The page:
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|Straddling a Stylistic Gulf: The Quad City Symphony, March 9 at the Adler Theatre|
|Music - Feature Stories|
|Written by Frederick Morden|
|Sunday, 17 March 2013 17:09|
With one foot on the familiar, sturdy dock of 19th Century Romanticism and the other in the precarious boat of innovative and demanding 20th Century Modernism, the Quad City Symphony was able in its March 9 concert to demonstrate diametrically different musical styles without drowning – but not without getting wet.
Without a guest soloist to share the stage and musical load, Music Director and Conductor Mark Russell Smith and the Quad City Symphony showcased two iconic Russian pieces for virtuoso orchestra: Maurice Ravel’s orchestration of Modest Mussorgsky’s Pictures at an Exhibition and Igor Stravinsky’s The Rite of Spring. Either piece by itself would have been considered a featured work, but together they were a grueling concerto for orchestra that required the musicians to perform as though each was a soloist.
Both compositions are musical depictions of works from other artistic disciplines: The Rite (a piece of Modernism first performed in 1913) accompanied an original story ballet, and Pictures (first composed in the late Romantic style period in 1874) described the subjects of paintings by Viktor Hartmann. Both composers used variations in orchestration, tempo, tonality, and melodic texture to differentiate the subject matter or plot of each painting or dance. But the orchestra struggled with the radically different use of these elements, and as a result the contrast between Romanticism and Modernism wasn’t always clearly demonstrated in the performance.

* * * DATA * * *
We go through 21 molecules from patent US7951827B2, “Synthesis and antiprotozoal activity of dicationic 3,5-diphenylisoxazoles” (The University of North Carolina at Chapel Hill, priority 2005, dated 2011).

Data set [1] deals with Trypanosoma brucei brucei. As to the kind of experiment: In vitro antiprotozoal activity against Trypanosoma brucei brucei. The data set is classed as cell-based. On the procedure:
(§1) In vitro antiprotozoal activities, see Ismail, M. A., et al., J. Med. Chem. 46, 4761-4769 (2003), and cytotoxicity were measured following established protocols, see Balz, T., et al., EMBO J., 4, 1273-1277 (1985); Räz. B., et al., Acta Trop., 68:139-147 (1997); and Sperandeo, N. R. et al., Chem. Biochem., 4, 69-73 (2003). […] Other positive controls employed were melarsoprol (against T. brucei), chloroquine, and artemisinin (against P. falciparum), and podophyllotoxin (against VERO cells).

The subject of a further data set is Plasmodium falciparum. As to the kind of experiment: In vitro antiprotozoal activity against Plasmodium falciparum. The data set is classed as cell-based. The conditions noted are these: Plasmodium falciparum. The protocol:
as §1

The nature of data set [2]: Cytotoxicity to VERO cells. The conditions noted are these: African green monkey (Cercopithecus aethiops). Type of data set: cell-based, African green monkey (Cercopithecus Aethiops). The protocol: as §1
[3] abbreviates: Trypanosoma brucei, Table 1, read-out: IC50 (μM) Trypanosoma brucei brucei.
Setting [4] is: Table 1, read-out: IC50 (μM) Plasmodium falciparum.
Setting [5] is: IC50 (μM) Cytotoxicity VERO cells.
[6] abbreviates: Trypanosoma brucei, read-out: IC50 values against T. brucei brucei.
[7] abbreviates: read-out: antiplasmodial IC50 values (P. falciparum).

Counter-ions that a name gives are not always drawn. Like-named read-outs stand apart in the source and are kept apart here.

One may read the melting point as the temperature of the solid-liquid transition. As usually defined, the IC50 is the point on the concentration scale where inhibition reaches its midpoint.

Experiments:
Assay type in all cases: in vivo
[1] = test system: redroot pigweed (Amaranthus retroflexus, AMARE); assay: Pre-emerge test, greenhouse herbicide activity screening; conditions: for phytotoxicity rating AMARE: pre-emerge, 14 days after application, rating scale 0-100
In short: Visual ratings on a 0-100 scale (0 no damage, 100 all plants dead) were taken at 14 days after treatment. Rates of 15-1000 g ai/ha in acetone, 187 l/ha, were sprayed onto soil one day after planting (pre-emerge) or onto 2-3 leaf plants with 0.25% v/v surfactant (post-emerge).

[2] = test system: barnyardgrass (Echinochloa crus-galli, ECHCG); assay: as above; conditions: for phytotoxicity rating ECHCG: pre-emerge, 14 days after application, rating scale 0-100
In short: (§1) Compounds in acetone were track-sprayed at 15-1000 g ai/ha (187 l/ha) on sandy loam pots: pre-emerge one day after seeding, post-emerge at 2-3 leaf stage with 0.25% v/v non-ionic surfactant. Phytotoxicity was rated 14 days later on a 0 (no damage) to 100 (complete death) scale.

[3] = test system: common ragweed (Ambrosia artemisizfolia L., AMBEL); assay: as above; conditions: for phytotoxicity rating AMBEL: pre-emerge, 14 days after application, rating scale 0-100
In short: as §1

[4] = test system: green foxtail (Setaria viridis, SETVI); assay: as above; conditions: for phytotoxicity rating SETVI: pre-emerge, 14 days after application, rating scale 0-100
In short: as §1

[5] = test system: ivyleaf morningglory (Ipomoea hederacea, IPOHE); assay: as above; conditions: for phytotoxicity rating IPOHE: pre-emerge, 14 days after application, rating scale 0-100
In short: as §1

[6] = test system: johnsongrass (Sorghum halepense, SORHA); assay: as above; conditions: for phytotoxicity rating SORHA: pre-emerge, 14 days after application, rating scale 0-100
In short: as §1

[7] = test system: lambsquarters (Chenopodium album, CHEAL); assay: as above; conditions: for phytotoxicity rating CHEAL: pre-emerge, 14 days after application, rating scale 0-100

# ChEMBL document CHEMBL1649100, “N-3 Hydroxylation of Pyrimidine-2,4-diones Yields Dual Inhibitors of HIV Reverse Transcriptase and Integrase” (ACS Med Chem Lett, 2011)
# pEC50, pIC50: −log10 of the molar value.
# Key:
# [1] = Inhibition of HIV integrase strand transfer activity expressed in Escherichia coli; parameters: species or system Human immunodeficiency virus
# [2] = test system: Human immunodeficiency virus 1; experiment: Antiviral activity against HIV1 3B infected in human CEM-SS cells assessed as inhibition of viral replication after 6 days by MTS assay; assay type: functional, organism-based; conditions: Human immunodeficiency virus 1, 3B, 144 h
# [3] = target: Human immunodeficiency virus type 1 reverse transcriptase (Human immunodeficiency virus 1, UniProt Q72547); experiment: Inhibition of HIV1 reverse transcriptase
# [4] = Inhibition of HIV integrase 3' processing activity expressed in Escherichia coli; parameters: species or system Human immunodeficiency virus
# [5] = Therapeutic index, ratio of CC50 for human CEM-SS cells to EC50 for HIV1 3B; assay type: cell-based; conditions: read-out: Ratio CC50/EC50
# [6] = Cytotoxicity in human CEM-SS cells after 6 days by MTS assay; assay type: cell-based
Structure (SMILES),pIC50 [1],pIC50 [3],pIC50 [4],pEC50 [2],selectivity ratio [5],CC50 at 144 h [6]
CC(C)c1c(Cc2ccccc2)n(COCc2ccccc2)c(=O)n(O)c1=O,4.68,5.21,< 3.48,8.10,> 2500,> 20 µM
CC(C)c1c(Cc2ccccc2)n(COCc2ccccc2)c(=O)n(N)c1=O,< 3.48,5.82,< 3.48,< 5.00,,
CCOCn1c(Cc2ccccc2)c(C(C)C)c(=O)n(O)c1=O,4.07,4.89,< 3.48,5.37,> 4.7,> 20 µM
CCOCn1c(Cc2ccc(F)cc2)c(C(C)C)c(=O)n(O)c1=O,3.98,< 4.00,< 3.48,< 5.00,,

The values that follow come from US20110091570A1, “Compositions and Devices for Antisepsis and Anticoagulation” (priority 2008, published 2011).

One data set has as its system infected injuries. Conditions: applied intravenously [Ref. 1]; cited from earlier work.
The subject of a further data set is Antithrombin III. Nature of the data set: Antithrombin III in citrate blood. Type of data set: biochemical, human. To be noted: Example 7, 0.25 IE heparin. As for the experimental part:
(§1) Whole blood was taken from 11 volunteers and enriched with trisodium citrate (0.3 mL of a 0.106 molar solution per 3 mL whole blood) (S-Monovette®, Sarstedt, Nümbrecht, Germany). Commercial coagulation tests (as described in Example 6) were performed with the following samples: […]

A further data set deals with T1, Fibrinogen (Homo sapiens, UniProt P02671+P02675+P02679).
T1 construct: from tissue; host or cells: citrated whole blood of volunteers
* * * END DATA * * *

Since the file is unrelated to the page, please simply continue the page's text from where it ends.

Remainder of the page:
The Quad City Symphony effectively played the recognizable stylistic elements of Romanticism around which Pictures was constructed: long melodic lines that ebb and flow with familiar harmonic changes and steady, predictable rhythms.
From the comfort zone of the dock, Pictures’ unison string melodic lines of the “Gnome” and “Samuel & Schmuyle” were both low and rugged in their musical dialogue. The addition of an alto saxophone to the standard instrumentation in “The Old Castle” produced a soulful, new plaintive tone and balanced melodic exchanges with the bassoon. The energy in the euphonium solo in “Bydlo” – the ox cart – followed the slow rise and fall of its melodic path, as the cellos and basses separated the slow, dirge-like notes that gave it a steady, walking pace. The orchestra repeated the euphonium’s solo theme as the accompaniment made one long, even crescendo and diminuendo, mimicking the movement of the ox cart as it approached and then disappeared in the distance.
In “The Market at Limoges,” the contrast between the edgy repeating notes in the horns and the spiccato violins was fanciful and provided a lively – though sudden – transition into the powerful brass chords of the “Catacombs.” Dark and dramatic timbres in both the dynamics and diminished chords made the exploration of the skulls frightening and suspenseful. The concluding, powerful “Great Gate” – with its long, majestic theme, and the last return of the “Promenade” tune intermingled as counterpoint – brought the piece to a decisive and satisfying end.
While Mussorgsky’s music described real artifacts – paintings – Stravinsky depicted an imaginary world, an ancient civilization of pagan Russia whose rituals, dress, and dances were unknown. To make the music uniquely new for his fantasy world, Stravinsky deviated from elegantly shaped Romantic melodies, complementary harmonic movements, and predictable beats and replaced them with small melodic fragments only three or four notes long, strange, unchanging dissonant harmonies, and irregular rhythmic patterns. Stravinsky’s disruptive musical ideas required new playing skills and techniques for the orchestra that produced extraordinary demonstrations of musicianship but also revealed technical disparities.